LONDON: The popular diabetes drug Avandia is facing withdrawal from sale in Europe and the US after research linked it to a higher risk of heart problems, strokes and deaths in older adults.
The European Medicines Agency said that its review would be conducted by its Committee for Medicinal Products for Human Use when it meets from July 19 to July 22. The committee could change or revoke the drug's marketing authorisation for the drug in Europe.
The US Food and Drug Administration will hold hearings on Tuesday and Wednesday.
GlaxoSmithKline, the drug's maker, said it was confident the drug ''is an important treatment option for appropriate type 2 diabetes patients''.
Last year worldwide sales of Avandia, which has been on the market since 1999, were about $US800 million ($900 million) worldwide, making it one of the top-selling diabetes treatments and overall drugs. It is used by 15,000 Australians and 52,000 people worldwide.
A document made public by the Food and Drug Administration cited Thomas Marciniak, one of its experts on cardiovascular treatments, who said trials of the drug, whose generic name is rosiglitazone, were ''inadequately designed'' and the record ''suggests the rosiglitazone increases the risk'' of heart attacks.
''Half of the errors were substantial,'' he said.
''If consulted in advance I would have rejected this study design as inappropriate and biased.''
Allegations from a former Food and Drug Administration official have arisen that Glaxo withheld from regulators a study showing Avandia might cause heart attacks.
A former drug safety unit manager, Rosemary Johann-Liang, told lawyers suing Glaxo that the study found in 2001 that Avandia posed a greater heart attack risk than rival medicines. Glaxo also did not hand in an email from researchers who concluded Avandia ''strengthens the signals'' of heart ailments, Dr Johann-Liang said in a pre-trial deposition last month.
She left the Food and Drug Administration in 2007 after recommending that Glaxo add more information about health risks to Avandia's label.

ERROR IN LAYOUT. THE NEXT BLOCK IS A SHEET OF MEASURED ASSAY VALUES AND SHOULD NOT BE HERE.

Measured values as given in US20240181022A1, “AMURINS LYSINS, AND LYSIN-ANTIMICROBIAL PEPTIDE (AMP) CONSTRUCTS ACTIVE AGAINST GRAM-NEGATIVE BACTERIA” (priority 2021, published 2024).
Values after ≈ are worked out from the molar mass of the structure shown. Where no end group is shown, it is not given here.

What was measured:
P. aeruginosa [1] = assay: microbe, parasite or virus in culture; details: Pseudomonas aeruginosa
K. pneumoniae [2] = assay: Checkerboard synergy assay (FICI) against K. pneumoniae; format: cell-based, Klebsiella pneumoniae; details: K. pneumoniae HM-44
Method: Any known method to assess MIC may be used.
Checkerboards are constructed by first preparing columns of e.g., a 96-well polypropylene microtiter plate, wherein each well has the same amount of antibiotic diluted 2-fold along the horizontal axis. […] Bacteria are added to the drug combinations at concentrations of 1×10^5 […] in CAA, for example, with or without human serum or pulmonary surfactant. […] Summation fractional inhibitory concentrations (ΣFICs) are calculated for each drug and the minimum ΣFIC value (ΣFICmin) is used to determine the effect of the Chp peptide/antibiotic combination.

While Glaxo officials said no studies had proven Avandia was dangerous, some safety advocates wanted the medicine to be withdrawn from sale immediately.
Glaxo spokeswoman Mary Anne Rhyne declined to comment immediately on the deposition.
Avandia was once the world's best-selling diabetes pill, generating annual revenue of $US3 billion by 2006, including sales of a combination pill called Avandamet. Sales plunged after a report in The New England Journal of Medicine in May 2007 linked the drug to a 43 per cent increase in the risk of heart attacks. That prompted US and European regulators to order Glaxo to strengthen its warnings.
Glaxo, Britain's biggest pharmaceutical company, faces about 13,000 lawsuits over Avandia
GSK wins crucial FDA vote on diabetes drug Avandia
GlaxoSmithKline's diabetes drug, Avandia, should be allowed to stay on the market but with additional warnings, advisers to the US's medicines watchdog voted yesterday.
Having spent two days hearing conflicting evidence over whether or not Avandia can pose a risk to the heart, 20 members of a 33-strong advisory committee to the Food and Drug Administration (FDA) voted to keep Avandia on the market while 12 voted to pull it and one member abstained.
However, 17 members of the panel advised that the drug should be sold with new restrictions or warnings, while three panel members said no changes were needed to the drug's prescribing information.
Glaxo drug panel told to 'keep an open mind' over Avandia
Glaxo diabetes drug faces FDA scrutiny
GlaxoSmithKline chief Andrew Witty calls for drugs overhaul
Share tips: buy GlaxoSmithKline
Glaxo asthma drug Advair's patent invalid, rules German court
Slimming pill Alli monitored over liver fears
The FDA is not obliged to follow the recommendations of advisory panels, but often does.
Earlier in the day, the panel had voted that there was an increased concern about heart attacks with Avandia versus other diabetes drugs, but they voted against finding a greater risk of death with Avandia.
Controversy has dogged Avandia since 2007 when a study first claimed it could be linked to cardiac risks. But, GSK has vigorously defended the drug, saying that since then, six clinical trials have shown it to be safe.
Responding to the vote, GSK's chief medical officer, Dr Ellen Strahlman, said: "We would like to acknowledge the efforts made by the FDA to apply scientific rigour to the debate and understanding of the benefit-risk profile of Avandia,"
She added: "Following [the] recommendations, we will, of course, continue to work with the FDA in the best interest of diabetes patients who face this chronic and serious disease."
Mike Ward, an analyst at Ambrian, said last night: "I think [the vote] is stronger in favour than many people would have thought."